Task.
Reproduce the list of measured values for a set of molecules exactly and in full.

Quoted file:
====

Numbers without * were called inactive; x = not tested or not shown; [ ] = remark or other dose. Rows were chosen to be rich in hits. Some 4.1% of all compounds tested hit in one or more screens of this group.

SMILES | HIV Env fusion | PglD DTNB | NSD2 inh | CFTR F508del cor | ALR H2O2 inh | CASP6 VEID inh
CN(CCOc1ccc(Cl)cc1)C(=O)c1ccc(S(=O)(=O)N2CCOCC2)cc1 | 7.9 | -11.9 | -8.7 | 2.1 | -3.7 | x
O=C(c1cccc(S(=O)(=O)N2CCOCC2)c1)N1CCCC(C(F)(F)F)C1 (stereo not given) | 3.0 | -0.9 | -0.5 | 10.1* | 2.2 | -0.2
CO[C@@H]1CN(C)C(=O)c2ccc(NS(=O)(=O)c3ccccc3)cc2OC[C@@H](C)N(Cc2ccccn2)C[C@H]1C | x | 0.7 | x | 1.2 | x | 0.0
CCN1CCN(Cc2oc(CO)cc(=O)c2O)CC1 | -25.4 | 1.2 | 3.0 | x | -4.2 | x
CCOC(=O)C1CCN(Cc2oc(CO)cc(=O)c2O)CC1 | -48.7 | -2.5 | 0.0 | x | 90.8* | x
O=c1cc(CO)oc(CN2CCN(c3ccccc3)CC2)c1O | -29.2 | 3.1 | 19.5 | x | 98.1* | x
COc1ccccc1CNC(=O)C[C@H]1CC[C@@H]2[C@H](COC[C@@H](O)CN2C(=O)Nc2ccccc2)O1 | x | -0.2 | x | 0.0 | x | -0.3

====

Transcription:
Numbers without * were called inactive; x = not tested or not shown; [ ] = remark or other dose. Rows were chosen to be rich in hits. Some 4.1% of all compounds tested hit in one or more screens of this group.

SMILES | HIV Env fusion | PglD DTNB | NSD2 inh | CFTR F508del cor | ALR H2O2 inh | CASP6 VEID inh
CN(CCOc1ccc(Cl)cc1)C(=O)c1ccc(S(=O)(=O)N2CCOCC2)cc1 | 7.9 | -11.9 | -8.7 | 2.1 | -3.7 | x
O=C(c1cccc(S(=O)(=O)N2CCOCC2)c1)N1CCCC(C(F)(F)F)C1 (stereo not given) | 3.0 | -0.9 | -0.5 | 10.1* | 2.2 | -0.2
CO[C@@H]1CN(C)C(=O)c2ccc(NS(=O)(=O)c3ccccc3)cc2OC[C@@H](C)N(Cc2ccccn2)C[C@H]1C | x | 0.7 | x | 1.2 | x | 0.0
CCN1CCN(Cc2oc(CO)cc(=O)c2O)CC1 | -25.4 | 1.2 | 3.0 | x | -4.2 | x
CCOC(=O)C1CCN(Cc2oc(CO)cc(=O)c2O)CC1 | -48.7 | -2.5 | 0.0 | x | 90.8* | x
O=c1cc(CO)oc(CN2CCN(c3ccccc3)CC2)c1O | -29.2 | 3.1 | 19.5 | x | 98.1* | x
COc1ccccc1CNC(=O)C[C@H]1CC[C@@H]2[C@H](COC[C@@H](O)CN2C(=O)Nc2ccccc2)O1 | x | -0.2 | x | 0.0 | x | -0.3